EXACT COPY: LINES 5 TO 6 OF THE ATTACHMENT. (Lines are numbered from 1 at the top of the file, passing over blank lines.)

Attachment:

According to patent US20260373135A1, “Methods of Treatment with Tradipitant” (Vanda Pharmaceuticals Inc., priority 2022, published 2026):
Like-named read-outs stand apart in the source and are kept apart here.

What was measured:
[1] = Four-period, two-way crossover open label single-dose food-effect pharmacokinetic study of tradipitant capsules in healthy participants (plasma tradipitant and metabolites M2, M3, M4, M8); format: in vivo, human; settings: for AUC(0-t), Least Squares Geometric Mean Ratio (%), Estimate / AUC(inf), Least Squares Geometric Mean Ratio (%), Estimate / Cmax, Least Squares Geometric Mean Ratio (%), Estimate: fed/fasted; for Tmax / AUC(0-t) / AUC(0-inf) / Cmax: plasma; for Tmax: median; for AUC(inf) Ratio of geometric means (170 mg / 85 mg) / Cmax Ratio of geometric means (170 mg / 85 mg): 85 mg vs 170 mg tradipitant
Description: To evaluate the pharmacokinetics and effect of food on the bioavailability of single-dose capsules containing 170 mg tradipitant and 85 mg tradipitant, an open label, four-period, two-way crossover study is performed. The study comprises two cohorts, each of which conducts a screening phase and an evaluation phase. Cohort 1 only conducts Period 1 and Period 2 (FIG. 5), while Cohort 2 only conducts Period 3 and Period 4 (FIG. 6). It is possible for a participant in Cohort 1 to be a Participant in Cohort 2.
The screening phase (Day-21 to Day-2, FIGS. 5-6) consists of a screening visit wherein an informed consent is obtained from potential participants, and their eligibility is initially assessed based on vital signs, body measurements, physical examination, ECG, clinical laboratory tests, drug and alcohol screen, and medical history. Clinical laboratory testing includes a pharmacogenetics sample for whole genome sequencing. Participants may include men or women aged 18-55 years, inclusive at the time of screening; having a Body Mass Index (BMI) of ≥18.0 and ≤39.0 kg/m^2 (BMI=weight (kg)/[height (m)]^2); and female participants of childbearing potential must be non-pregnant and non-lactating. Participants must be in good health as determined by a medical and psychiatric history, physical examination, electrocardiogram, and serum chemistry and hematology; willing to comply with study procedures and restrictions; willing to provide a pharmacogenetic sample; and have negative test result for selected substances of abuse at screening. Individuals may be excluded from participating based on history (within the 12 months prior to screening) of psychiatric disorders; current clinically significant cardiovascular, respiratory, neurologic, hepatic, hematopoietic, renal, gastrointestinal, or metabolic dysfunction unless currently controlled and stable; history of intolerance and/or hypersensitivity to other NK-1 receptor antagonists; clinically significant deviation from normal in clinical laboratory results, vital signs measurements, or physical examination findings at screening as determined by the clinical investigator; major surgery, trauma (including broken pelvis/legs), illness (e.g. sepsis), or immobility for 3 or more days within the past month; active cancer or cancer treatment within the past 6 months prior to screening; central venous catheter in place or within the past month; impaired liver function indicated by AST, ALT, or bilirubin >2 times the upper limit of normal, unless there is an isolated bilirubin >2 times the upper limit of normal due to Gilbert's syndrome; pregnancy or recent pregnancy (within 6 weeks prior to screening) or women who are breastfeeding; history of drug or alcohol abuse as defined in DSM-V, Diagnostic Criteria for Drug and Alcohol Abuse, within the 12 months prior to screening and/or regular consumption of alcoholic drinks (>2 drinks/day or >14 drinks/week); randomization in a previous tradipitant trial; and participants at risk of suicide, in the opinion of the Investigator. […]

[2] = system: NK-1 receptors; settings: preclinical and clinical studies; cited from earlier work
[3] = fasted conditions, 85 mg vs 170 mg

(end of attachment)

Description: To evaluate the pharmacokinetics and effect of food on the bioavailability of single-dose capsules containing 170 mg tradipitant and 85 mg tradipitant, an open label, four-period, two-way crossover study is performed. The study comprises two cohorts, each of which conducts a screening phase and an evaluation phase. Cohort 1 only conducts Period 1 and Period 2 (FIG. 5), while Cohort 2 only conducts Period 3 and Period 4 (FIG. 6). It is possible for a participant in Cohort 1 to be a Participant in Cohort 2.
The screening phase (Day-21 to Day-2, FIGS. 5-6) consists of a screening visit wherein an informed consent is obtained from potential participants, and their eligibility is initially assessed based on vital signs, body measurements, physical examination, ECG, clinical laboratory tests, drug and alcohol screen, and medical history. Clinical laboratory testing includes a pharmacogenetics sample for whole genome sequencing. Participants may include men or women aged 18-55 years, inclusive at the time of screening; having a Body Mass Index (BMI) of ≥18.0 and ≤39.0 kg/m^2 (BMI=weight (kg)/[height (m)]^2); and female participants of childbearing potential must be non-pregnant and non-lactating. Participants must be in good health as determined by a medical and psychiatric history, physical examination, electrocardiogram, and serum chemistry and hematology; willing to comply with study procedures and restrictions; willing to provide a pharmacogenetic sample; and have negative test result for selected substances of abuse at screening. Individuals may be excluded from participating based on history (within the 12 months prior to screening) of psychiatric disorders; current clinically significant cardiovascular, respiratory, neurologic, hepatic, hematopoietic, renal, gastrointestinal, or metabolic dysfunction unless currently controlled and stable; history of intolerance and/or hypersensitivity to other NK-1 receptor antagonists; clinically significant deviation from normal in clinical laboratory results, vital signs measurements, or physical examination findings at screening as determined by the clinical investigator; major surgery, trauma (including broken pelvis/legs), illness (e.g. sepsis), or immobility for 3 or more days within the past month; active cancer or cancer treatment within the past 6 months prior to screening; central venous catheter in place or within the past month; impaired liver function indicated by AST, ALT, or bilirubin >2 times the upper limit of normal, unless there is an isolated bilirubin >2 times the upper limit of normal due to Gilbert's syndrome; pregnancy or recent pregnancy (within 6 weeks prior to screening) or women who are breastfeeding; history of drug or alcohol abuse as defined in DSM-V, Diagnostic Criteria for Drug and Alcohol Abuse, within the 12 months prior to screening and/or regular consumption of alcoholic drinks (>2 drinks/day or >14 drinks/week); randomization in a previous tradipitant trial; and participants at risk of suicide, in the opinion of the Investigator. […]